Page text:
I sat with a pretty permanent smile on my face throughout much of The Accountant. Yes, the performances were fun, and the action sequences were quite good, but that’s not really why I was smiling. The smile came from realizing early on this wasn’t the broody, complex thriller the effective “Everything in Its Right Place” trailer would have us believe. The Accountant is a B flick with an overly elaborate plot full of telegraphed twists and way too much ground to cover to make it believable. But what makes it work is that there seems a knowing twinkle in the eye of all the actors, especially Ben Affleck.
The general conceit of the movie—a man with autism uses an adeptness with problem solving and mathematics to serve as a superhuman accountant, but he also kills people—works just fine. for what it is. However, there’s always way too much going on to be truly cohesive. His being a puzzle-obsessed high stakes number cruncher gets lost in the intrigue of his targeting of and being targeted by his angry criminal clients… a concept that, in turn, gets drowned out by flashbacks to his childhood detailing how he ended up this way to begin with. And that gets lost in a subplot about federal agents searching for him, which too gets lost in a meet-cute with a young accountant he encounters on a job. The Accountant not just a movie; it’s all movies.
Ben Affleck plays Christian Wolff, the titular accountant whose autism has been channeled through years of physical and psychological training so he can live a seemingly normal life. Of course, we know his life isn’t normal; his ability to figure out accounting problems so quickly has led him to be the go-to accountant for the world’s most powerful criminal organizations. But he never stays in one place too long, and has a whole lot of guns to practice his ace marksmanship. When he’s hired by a major robotics firm about to go public to sniff out any traces of embezzlement, he begins to put together a puzzle that bad people aren’t eager for him to solve.
While working on this puzzle, he meets the young accountant (Anna Kendrick) who found the initial suggestion of foul play. Because of his autism, she finds it very hard to connect with Christian… though she tries. Elsewhere, a federal bureau chief (J.K. Simmons) brings in a young analyst with a dark past (Cynthia Addai Robinson) to help find the accountant whom he’s been looking for for years. If that weren’t enough, there’s a hired heavy (Jon Bernthal) who seems to be on a collision course with our accountant, not to mention a ton of thugs who are bound to get caught in the crossfire.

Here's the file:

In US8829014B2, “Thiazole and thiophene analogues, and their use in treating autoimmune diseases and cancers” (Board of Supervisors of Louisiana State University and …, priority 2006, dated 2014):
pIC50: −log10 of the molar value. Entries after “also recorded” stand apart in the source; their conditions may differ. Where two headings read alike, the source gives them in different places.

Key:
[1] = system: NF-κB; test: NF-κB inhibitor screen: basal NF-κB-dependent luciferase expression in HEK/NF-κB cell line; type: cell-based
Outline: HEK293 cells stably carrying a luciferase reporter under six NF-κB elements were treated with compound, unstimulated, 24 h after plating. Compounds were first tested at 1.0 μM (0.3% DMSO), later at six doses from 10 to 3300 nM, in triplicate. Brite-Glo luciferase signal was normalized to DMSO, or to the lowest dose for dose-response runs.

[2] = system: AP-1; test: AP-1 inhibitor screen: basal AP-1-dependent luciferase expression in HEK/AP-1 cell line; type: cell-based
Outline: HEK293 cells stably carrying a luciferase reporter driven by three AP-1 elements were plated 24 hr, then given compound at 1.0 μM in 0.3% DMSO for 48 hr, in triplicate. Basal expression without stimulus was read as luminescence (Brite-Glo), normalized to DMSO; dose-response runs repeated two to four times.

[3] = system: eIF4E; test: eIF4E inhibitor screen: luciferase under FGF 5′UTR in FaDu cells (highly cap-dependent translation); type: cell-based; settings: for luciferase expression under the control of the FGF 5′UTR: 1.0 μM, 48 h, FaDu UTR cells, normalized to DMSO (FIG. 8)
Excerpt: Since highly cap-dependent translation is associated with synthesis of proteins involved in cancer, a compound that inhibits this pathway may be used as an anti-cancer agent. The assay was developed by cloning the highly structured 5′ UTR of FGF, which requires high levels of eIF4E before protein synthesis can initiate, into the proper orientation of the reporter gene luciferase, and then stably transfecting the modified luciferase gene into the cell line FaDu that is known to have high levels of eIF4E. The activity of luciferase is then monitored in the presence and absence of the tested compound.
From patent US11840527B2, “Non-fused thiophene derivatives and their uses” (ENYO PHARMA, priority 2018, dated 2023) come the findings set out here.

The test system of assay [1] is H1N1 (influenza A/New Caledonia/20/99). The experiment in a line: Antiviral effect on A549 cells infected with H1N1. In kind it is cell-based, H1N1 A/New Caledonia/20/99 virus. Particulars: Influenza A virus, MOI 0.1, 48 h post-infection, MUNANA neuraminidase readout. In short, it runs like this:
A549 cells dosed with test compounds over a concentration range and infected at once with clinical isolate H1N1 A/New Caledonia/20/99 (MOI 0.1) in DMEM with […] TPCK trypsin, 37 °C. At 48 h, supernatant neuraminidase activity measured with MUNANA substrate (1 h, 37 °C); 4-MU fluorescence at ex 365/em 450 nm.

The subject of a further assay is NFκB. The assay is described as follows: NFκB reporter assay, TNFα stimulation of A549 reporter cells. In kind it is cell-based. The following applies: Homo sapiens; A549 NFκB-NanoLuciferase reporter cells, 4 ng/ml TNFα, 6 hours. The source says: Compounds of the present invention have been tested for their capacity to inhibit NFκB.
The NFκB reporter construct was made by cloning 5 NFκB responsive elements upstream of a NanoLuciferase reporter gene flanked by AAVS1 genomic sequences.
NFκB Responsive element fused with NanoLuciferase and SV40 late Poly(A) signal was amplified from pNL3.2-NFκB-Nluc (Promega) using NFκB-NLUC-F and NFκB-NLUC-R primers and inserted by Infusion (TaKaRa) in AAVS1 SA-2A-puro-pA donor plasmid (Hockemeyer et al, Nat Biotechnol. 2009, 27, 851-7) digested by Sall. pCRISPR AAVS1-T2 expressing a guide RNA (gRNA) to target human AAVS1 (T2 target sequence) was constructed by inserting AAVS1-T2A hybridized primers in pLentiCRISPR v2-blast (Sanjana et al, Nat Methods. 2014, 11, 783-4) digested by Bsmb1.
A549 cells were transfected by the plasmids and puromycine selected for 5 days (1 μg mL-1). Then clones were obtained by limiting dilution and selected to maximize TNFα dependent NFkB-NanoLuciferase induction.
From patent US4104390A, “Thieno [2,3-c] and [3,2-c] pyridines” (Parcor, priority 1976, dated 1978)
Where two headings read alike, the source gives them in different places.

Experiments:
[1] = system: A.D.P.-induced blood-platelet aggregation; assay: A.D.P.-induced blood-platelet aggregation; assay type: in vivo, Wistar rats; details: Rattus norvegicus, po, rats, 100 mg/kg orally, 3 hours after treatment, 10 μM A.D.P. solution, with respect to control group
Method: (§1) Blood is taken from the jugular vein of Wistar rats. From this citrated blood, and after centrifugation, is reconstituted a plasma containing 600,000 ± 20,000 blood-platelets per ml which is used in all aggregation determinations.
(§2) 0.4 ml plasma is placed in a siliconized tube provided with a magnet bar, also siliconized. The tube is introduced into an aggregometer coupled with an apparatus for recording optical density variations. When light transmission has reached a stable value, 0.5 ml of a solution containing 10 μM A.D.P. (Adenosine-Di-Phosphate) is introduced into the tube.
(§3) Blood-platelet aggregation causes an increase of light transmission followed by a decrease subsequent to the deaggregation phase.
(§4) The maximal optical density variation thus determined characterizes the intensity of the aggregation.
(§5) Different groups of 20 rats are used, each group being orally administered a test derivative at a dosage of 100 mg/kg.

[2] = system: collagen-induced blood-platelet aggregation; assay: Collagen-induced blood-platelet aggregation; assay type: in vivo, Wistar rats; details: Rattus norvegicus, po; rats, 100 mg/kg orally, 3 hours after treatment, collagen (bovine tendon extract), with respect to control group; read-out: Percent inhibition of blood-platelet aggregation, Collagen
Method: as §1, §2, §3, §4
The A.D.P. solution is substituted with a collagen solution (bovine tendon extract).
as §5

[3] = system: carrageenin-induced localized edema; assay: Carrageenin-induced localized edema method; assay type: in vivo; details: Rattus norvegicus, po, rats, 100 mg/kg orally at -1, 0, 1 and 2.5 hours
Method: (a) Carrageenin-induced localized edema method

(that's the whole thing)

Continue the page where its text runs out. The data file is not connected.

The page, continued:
So, The Accountant is a fairly fun, mostly harmless action movie that just happens to have two real flaws. The first is that the script thinks it’s impossibly clever, when really it’s just muddled and predictable. There’d be nothing wrong with a straightforward version of this movie, but instead writer Bill Dubuque feels the need to couch everything like it’s some grand mystery. After the screening, I had several text messages from A Guy a Mile Away telling me all the things he saw coming. And they were plentiful. It plays by every rule in the How to Write a Standard Thriller book and everything feels terribly pedestrian.
The other big issue is the way the movie deals with autism. Or “autism,” since what Ben Affleck conveys in the movie is less true autism and more like a disaffected person with severe obsessive-compulsive disorder. While the movie is generally pretty inoffensive, it really tries to hammer home the message that a person with autism can lead a productive life, to the point that it seems like it could almost be a PSA… if not for the half-rendered idea of what the affliction actually is. Broad strokes only, with only a couple of attempts at the subtler aspects. I don’t blame Affleck for this, I just don’t think anyone involved knew how to properly handle the matter they tried to make so important.
But, as I said, this isn’t the kind of movie to get too hung up on that stuff about. The Accountant a moderately effective action movie with good actors delivering a fun enough time, but it gets bogged down in lots of too-clever-by-half writing honey traps.
Rating: 3 out of 5 burritos
Image: Warner Bros